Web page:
Plastic Police in Merewether Beach

There will be more plastic in the ocean than fish by 2050 unless the world begins recycling the material at a rapid rate, a report by the World Economic Forum found more than two years ago. It is this knowledge that keeps Samantha Cross motivated in her quest to see soft plastics recycled on a large scale.

Ms Cross is the director and founder of Cross Connections, a Newcastle-based sustainability consultancy business. In 2015 she began the Plastic Police program designed to help businesses divert their waste from landfill.

The program collects soft plastics, such as chip packets and cling wrap, and recycles them for use in asphalt for roads and other products including outdoor furniture. Ms Cross said the amount of soft plastic generated by her own home, which at that stage could not be recycled, encouraged her to take action.

 “Sixty per cent of soft plastics go to landfill, 30 per cent is incorrectly placed in the recycling bin and only two per cent is going to bring-back schemes,” she said.

“There is more plastic than we can produce things out of – we need to reduce.

 “In terms of soft plastic - if you can scrunch it, you can save it.”

Ms Cross began by trialling the Plastic Police program at her children’s primary school, Biddabah Public at Warners Bay. The experiment was a great success, with over 1000 kilograms of soft plastic collected over 12 months, some of which was used to construct an outdoor bench seat for the school. As a result, Plastic Police now offers a collection service to multiple schools and businesses, such as Hunter Water, Quarry Mining and our own Holy Family, Merewether Beach.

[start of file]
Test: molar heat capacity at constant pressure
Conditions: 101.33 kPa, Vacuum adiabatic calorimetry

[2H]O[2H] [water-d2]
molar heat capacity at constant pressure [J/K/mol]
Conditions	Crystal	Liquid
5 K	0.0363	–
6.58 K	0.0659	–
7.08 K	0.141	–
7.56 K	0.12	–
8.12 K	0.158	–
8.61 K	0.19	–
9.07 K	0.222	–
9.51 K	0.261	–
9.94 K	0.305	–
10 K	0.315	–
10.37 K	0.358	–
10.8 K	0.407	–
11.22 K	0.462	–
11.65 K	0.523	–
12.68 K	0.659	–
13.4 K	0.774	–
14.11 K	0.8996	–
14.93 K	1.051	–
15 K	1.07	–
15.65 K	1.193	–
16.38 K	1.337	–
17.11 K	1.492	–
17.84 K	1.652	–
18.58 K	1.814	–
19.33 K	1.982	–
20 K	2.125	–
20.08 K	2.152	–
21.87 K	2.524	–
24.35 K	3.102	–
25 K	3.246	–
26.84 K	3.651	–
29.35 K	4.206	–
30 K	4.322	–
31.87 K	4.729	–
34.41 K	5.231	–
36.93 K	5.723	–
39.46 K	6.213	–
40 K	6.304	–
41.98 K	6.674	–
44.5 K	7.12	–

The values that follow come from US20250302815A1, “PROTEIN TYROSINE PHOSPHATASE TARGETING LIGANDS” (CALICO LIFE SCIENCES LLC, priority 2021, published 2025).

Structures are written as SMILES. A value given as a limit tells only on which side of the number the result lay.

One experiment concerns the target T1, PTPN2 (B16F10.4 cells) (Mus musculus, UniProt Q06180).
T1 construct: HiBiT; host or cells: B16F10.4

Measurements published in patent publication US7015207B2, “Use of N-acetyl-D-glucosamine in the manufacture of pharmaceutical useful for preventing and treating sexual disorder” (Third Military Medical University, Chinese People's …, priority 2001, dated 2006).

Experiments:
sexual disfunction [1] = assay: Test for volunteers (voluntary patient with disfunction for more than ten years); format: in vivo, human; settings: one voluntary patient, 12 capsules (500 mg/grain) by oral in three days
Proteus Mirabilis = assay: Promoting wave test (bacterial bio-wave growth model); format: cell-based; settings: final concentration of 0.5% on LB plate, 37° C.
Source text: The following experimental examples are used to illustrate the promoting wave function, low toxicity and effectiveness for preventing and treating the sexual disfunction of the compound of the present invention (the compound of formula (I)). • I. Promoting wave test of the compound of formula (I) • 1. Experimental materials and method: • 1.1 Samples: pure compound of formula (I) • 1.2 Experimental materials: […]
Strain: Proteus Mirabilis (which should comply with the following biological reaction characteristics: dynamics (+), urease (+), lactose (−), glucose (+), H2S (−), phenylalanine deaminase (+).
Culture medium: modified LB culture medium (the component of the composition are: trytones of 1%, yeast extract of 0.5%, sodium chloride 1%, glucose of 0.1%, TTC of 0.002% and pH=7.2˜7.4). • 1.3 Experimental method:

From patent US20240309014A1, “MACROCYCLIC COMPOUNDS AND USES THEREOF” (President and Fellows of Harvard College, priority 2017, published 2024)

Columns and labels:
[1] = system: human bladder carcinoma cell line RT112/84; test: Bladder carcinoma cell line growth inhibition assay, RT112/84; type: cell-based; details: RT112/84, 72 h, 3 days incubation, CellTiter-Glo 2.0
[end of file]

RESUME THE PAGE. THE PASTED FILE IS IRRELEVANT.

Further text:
Holy Family principal Sidonie Coffey said the program had been a resounding success since the school took it on 18 months ago.

“My former P&F president, Liesel Allan, and her husband, asked me to look at it and were the main drivers in getting it started,” she said.

“The education process was the most important aspect – teaching the kids what soft plastic is – if they could crunch it in their hands they could recycle it.”

A team of Year 5 students, known as the “Eco Warriors”, are responsible for emptying the specially designated soft plastic receptacles into a large skip bin for collection by Plastic Police.

“We receive a monthly report from Ms Cross on how much we have recycled. This really gives the kids ownership of the program,” Ms Coffey said.

 The format perfectly complimented what the school was already doing in relation to environmental sustainability, Ms Coffey said. “We have our own chickens and vegetable gardens, which food scraps go to, and everything we grow goes to the canteen to be sold.”

Holy Family’s primary goal moving forward is to purchase outdoor playground equipment constructed of soft plastic and to spread the word about Plastic Police, Ms Coffey says.

“It is a very low maintenance program to run - I would strongly recommend it to other schools – the kids and their families have really embraced it,” she said.

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